While it’s possible to do the Moses Creek Trail
section of the Green Circle in a couple of hours,
it can easily provide a full morning of great birding.
Whether you experience the wonder of a dawn chorus in May or
the call of a lone White-breasted Nuthatch in January, this
is a trail well worth taking the time to get to know.
This section of the Green Circle has as its
centerpiece an extensive length of winding boardwalk
beginning at the Wilshire Drive trailhead. The boardwalk
provides a comfortable and quiet path through a beautiful
stand of mature mixed hardwood and white pine. In spring and
summer Scarlet Tanagers, Red-eyed Vireos, and Pine Warblers
frequent the forest canopy and are more often heard than
seen. Ovenbirds, Veery, and Wood Thrushes may be heard
nearer the forest floor. This area is great habitat for
thrushes and Swainson’s, Hermit, and Gray-cheeked are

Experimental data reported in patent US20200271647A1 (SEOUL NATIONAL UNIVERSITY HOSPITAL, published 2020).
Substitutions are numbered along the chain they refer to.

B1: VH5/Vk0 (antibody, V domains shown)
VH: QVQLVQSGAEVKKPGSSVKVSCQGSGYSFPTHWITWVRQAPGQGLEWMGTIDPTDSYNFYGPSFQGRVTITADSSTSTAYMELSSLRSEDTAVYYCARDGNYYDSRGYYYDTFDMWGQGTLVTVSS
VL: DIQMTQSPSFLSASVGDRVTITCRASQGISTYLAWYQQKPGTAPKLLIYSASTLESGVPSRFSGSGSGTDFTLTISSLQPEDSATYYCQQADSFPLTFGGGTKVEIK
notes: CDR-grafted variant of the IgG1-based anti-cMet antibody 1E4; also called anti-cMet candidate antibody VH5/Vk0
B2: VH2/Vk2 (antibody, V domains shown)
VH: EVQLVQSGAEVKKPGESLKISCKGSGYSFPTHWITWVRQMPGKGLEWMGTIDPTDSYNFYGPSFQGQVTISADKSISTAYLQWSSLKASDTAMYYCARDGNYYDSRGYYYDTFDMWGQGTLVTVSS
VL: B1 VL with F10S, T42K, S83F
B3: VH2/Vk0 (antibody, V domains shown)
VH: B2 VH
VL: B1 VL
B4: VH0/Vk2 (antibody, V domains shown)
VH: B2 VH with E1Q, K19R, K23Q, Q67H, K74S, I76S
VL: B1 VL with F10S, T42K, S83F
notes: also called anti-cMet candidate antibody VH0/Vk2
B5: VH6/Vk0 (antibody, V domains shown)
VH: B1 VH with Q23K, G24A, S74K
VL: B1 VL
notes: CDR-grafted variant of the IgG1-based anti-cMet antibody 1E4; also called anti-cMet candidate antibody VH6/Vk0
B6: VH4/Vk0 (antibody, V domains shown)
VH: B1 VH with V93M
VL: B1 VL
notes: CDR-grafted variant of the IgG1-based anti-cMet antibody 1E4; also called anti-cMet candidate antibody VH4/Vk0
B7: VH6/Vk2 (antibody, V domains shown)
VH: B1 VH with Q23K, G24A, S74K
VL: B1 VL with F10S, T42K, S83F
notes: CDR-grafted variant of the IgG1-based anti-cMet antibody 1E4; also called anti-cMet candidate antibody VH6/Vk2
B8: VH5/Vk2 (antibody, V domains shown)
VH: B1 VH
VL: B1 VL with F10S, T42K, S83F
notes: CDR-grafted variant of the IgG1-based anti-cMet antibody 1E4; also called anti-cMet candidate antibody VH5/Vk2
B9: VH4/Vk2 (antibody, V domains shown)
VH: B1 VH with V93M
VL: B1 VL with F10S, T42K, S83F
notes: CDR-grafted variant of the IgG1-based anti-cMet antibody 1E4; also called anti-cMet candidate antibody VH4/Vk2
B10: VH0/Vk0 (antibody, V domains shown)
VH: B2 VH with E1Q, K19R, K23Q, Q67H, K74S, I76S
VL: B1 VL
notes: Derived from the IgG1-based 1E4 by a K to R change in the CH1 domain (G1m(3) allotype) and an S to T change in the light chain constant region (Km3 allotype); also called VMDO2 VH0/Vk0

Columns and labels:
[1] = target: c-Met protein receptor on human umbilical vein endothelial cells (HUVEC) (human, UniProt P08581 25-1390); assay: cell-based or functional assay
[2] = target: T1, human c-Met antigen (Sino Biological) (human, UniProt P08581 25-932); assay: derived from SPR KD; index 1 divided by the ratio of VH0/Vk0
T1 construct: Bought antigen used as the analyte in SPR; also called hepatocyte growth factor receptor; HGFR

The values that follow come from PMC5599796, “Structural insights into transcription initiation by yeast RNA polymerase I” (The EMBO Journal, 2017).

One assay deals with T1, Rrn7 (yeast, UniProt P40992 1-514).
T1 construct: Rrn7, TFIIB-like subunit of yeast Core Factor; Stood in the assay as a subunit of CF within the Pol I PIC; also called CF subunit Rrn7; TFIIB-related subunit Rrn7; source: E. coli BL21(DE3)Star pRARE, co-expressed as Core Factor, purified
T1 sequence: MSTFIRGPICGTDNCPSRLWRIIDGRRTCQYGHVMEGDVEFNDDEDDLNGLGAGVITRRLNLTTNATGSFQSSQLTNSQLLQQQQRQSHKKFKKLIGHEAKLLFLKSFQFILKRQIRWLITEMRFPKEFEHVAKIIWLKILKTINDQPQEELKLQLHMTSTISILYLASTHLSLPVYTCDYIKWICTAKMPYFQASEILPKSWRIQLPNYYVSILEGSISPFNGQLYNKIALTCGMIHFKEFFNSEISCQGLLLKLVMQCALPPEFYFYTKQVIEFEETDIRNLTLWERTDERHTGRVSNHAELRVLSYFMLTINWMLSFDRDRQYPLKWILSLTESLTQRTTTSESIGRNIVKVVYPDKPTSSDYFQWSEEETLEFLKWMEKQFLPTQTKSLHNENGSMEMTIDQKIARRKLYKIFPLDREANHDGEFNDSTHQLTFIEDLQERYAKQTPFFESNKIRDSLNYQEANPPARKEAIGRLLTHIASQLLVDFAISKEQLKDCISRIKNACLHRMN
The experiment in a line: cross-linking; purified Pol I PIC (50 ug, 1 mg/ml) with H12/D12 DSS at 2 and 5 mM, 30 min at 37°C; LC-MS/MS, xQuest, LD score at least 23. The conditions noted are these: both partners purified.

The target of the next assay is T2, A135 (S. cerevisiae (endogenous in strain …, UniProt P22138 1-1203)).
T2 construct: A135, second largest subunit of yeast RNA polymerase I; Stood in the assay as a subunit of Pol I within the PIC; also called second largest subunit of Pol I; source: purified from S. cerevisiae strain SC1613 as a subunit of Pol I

regular spring and fall visitors.
The boardwalk also crosses an area of forested wetland where
Chestnut-sided Warblers, Northern Waterthrushes, and American
Redstarts may be found all summer. In winter the brushy
shrub layer of alders and birch may hold Goldfinches, Pine Siskins, and Redpolls.
After passing through a short area of red pine plantation, a second
boardwalk crosses an open wetland, one of the best birding
spots on the trail. Swamp and Song Sparrows, Sedge Wrens ,
Yellow and Nashville Warblers as well as Common Yellowthroats
and Redstarts are found here throughout the summer. In spring
and fall Olive-sided Flycatchers are occasionally spotted
here and in winter the tamarack, birch and alders provide
food for siskins and redpolls.
Further east, the trail passes through a stand of mature
spruce, a winter attraction for White-winged Crossbills and
Golden-crowned Kinglets and a good year-round spot for
Where the trail threads through dry pine and oak forest,
Eastern Wood Peewees and Indigo Buntings sing along the
woodland openings and House Wrens and Redstarts forage in
the thicker trail edge shrubs. Four species of woodpecker,
including Pileated are year round residents along the Moses
Creek trail and spring and fall sightings of Yellow-bellied
Sapsuckers are common.